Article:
It is a strange that people who rise to levels of supervisor receive little or no education in supervision. I find all the time that whilst executives receive significant investment in professional development that we often expect people who supervise to ‘learn on the job’.
Whenever we run our Superviz workshops we find that 80% or more have received no help in the fundamentals of: people skills, communications skills, time management, tackling conflict, listening skills, personality skills, performance management, managing the middle (up and down), generational management, team dynamics, self management, goal setting, managing politics, recording, writing and reporting skills. We cover many of these skills in the two day Superviz program (Details HERE).
This is why we developed the supervisor checklist that is available for a free download here: Supervisor-Induction-Checklist.docx (415 downloads)
It’s strange that we expect people to ‘learn things on the job’ when many of these skills require training, education and coaching practice. It’s like people can become good leaders in people skills by magic???
Over the past 40 years I have worked under numerous bosses in 7 industries and it doesn’t matter whether its public service, mining, manufacturing, education and training, building and construction or the corrections industry, supervision seems to be the most critical skill that is lacking when tackling risk. One thing is for sure, paperwork doesn’t replace the need for skilled observations, perceptions and conversations on site. No iphone app, algorithm or checklist or computer program can replace the need to observe, engage, build relationships, hold effective conversations and manage presenting issues.
Recently a young friend Stan, accepted a supervision position and became answerable to the Executive Director. All seemed to be going well until his wife and he had some personal health issues. The Executive Director was a pretty ‘hard’ person and so Stan felt he couldn’t trust the ED with his information and so told a lie or two so he could get some leave. Unbeknownst to Stan his boss too had similar issues but neither spoke to each other, how strange when they both showed up to the same specialist clinic with their partners and their lack of trust between each other was exposed. The outcome was a good one but could have backfired, Stan and his boss were quite empathetic to each other because of this shared situation. But what if this was not the case? What if a lack of trust encourages lying and underreporting? What if this even applies to reporting a near miss or a concern about safety? You can join the dots.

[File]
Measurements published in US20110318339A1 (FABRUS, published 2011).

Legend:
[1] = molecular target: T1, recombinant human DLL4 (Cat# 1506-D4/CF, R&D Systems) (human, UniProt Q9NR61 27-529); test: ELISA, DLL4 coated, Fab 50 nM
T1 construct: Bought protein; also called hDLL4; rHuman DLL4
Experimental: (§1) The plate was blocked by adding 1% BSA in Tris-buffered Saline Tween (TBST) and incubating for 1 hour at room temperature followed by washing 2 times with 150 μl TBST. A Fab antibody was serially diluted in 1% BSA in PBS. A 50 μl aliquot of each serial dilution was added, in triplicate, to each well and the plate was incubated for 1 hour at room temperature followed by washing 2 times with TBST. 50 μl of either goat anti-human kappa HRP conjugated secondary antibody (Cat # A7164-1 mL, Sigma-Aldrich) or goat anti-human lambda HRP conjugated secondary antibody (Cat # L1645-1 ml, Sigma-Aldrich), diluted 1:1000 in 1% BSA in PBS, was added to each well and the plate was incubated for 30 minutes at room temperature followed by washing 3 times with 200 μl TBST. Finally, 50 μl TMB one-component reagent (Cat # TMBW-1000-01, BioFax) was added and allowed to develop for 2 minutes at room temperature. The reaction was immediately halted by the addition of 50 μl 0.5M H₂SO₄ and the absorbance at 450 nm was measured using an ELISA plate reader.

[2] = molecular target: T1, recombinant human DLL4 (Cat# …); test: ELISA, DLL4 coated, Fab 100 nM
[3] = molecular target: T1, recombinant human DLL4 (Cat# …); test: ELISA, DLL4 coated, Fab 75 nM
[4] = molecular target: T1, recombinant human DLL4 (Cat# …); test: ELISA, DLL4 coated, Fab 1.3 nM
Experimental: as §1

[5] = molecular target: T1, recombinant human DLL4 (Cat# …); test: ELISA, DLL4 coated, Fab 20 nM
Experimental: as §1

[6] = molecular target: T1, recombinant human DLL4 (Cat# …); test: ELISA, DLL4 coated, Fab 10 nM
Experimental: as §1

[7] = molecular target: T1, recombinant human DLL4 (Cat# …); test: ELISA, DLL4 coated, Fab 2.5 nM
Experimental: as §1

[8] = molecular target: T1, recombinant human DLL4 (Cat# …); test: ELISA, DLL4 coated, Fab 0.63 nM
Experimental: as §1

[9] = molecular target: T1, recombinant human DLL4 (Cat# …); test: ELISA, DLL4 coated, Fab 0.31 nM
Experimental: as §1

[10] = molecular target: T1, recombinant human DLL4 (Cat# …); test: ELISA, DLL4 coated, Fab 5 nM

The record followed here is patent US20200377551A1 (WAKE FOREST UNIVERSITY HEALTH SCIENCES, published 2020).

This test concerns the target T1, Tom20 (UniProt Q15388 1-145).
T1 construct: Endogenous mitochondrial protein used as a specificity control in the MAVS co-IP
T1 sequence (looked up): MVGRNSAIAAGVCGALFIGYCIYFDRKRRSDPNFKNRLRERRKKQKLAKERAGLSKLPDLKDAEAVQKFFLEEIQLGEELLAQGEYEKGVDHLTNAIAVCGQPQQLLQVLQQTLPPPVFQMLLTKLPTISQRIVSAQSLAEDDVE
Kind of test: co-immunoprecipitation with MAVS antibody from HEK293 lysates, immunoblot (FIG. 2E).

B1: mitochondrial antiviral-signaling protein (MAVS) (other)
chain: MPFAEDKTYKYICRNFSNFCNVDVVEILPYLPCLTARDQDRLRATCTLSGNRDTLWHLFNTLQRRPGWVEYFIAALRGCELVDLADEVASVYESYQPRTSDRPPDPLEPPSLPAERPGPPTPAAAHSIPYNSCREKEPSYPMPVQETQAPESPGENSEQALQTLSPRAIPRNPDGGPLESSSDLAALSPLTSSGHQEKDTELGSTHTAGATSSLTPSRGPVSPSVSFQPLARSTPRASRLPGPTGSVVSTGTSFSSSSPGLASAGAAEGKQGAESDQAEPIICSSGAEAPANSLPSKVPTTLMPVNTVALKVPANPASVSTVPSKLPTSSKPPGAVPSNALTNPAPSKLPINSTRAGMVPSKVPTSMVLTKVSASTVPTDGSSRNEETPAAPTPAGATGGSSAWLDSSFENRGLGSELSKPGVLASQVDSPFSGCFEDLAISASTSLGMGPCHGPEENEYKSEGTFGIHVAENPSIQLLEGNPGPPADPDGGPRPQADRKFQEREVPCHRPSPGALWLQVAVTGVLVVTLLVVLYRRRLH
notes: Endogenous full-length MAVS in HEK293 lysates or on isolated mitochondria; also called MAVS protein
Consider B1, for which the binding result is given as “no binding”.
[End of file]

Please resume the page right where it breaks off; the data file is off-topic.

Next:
In the Superviz workshops we teach supervisors some very practical and easy skills for recognizing temperament types and what strategies are best to engender trust, belonging, openness and engagement. It’s amazing how some small gestures, symbols of understanding and open conversations can have a huge effect and some of these skills don’t come naturally. So, download the checklist and see how you go, have you been given the skills required to be an effective supervisor? If you are a Manager, have you helped your supervisors to upskill in: people, communication, time, team and conflict skills?